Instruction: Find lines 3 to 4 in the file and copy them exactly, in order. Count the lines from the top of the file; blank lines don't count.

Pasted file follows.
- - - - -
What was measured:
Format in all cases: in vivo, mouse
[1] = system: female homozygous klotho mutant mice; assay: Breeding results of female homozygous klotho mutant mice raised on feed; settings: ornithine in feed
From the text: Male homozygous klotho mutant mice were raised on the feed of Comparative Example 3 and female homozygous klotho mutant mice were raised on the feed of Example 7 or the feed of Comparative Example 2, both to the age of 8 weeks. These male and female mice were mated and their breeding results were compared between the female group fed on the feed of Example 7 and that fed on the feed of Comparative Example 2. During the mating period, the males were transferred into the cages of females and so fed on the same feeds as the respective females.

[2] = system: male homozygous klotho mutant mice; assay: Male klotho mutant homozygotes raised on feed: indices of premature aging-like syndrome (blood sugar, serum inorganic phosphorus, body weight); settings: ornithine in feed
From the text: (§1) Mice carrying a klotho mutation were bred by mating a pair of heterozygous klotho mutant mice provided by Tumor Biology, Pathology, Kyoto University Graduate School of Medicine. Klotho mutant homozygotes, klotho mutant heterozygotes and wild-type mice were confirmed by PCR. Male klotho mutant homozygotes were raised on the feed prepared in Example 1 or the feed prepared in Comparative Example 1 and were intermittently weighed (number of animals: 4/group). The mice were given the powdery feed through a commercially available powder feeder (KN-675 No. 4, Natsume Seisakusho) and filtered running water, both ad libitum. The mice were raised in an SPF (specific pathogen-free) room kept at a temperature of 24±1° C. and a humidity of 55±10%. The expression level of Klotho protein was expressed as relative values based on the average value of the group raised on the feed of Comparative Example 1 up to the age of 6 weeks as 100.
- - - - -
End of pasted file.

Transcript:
[1] = system: female homozygous klotho mutant mice; assay: Breeding results of female homozygous klotho mutant mice raised on feed; settings: ornithine in feed
From the text: Male homozygous klotho mutant mice were raised on the feed of Comparative Example 3 and female homozygous klotho mutant mice were raised on the feed of Example 7 or the feed of Comparative Example 2, both to the age of 8 weeks. These male and female mice were mated and their breeding results were compared between the female group fed on the feed of Example 7 and that fed on the feed of Comparative Example 2. During the mating period, the males were transferred into the cages of females and so fed on the same feeds as the respective females.